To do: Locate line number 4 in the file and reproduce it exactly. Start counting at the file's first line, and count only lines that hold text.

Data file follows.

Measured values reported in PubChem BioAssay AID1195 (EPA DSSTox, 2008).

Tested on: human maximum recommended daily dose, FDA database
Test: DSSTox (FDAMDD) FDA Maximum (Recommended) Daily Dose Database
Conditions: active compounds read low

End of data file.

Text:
Conditions: active compounds read low